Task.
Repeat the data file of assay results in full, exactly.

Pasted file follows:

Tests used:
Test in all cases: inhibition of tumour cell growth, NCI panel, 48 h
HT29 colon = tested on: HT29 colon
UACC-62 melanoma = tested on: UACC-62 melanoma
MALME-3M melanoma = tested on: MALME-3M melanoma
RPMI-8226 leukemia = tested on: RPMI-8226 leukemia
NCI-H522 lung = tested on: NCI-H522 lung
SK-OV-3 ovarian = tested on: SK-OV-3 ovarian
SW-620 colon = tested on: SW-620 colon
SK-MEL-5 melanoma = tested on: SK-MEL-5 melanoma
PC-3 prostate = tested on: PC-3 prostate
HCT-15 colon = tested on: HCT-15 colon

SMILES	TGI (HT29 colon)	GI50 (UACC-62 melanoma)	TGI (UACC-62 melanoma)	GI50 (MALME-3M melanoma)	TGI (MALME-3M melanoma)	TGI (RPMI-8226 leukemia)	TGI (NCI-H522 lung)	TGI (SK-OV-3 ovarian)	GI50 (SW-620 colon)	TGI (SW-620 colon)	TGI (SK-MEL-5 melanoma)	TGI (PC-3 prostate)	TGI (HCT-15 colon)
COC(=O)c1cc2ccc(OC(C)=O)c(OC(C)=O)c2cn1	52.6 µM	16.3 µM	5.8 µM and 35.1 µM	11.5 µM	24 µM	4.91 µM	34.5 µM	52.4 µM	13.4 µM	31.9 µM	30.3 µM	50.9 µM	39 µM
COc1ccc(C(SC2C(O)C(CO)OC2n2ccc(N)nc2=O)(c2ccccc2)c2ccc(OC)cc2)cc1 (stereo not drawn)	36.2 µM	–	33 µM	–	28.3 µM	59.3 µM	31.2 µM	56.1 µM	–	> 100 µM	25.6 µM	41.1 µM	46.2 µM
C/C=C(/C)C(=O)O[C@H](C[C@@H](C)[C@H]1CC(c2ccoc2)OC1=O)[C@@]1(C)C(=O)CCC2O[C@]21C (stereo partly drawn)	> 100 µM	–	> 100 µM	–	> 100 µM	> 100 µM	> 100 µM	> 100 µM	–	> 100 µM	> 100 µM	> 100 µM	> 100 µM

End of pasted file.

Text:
Tests used:
Test in all cases: inhibition of tumour cell growth, NCI panel, 48 h
HT29 colon = tested on: HT29 colon
UACC-62 melanoma = tested on: UACC-62 melanoma
MALME-3M melanoma = tested on: MALME-3M melanoma
RPMI-8226 leukemia = tested on: RPMI-8226 leukemia
NCI-H522 lung = tested on: NCI-H522 lung
SK-OV-3 ovarian = tested on: SK-OV-3 ovarian
SW-620 colon = tested on: SW-620 colon
SK-MEL-5 melanoma = tested on: SK-MEL-5 melanoma
PC-3 prostate = tested on: PC-3 prostate
HCT-15 colon = tested on: HCT-15 colon

SMILES	TGI (HT29 colon)	GI50 (UACC-62 melanoma)	TGI (UACC-62 melanoma)	GI50 (MALME-3M melanoma)	TGI (MALME-3M melanoma)	TGI (RPMI-8226 leukemia)	TGI (NCI-H522 lung)	TGI (SK-OV-3 ovarian)	GI50 (SW-620 colon)	TGI (SW-620 colon)	TGI (SK-MEL-5 melanoma)	TGI (PC-3 prostate)	TGI (HCT-15 colon)
COC(=O)c1cc2ccc(OC(C)=O)c(OC(C)=O)c2cn1	52.6 µM	16.3 µM	5.8 µM and 35.1 µM	11.5 µM	24 µM	4.91 µM	34.5 µM	52.4 µM	13.4 µM	31.9 µM	30.3 µM	50.9 µM	39 µM
COc1ccc(C(SC2C(O)C(CO)OC2n2ccc(N)nc2=O)(c2ccccc2)c2ccc(OC)cc2)cc1 (stereo not drawn)	36.2 µM	–	33 µM	–	28.3 µM	59.3 µM	31.2 µM	56.1 µM	–	> 100 µM	25.6 µM	41.1 µM	46.2 µM
C/C=C(/C)C(=O)O[C@H](C[C@@H](C)[C@H]1CC(c2ccoc2)OC1=O)[C@@]1(C)C(=O)CCC2O[C@]21C (stereo partly drawn)	> 100 µM	–	> 100 µM	–	> 100 µM	> 100 µM	> 100 µM	> 100 µM	–	> 100 µM	> 100 µM	> 100 µM	> 100 µM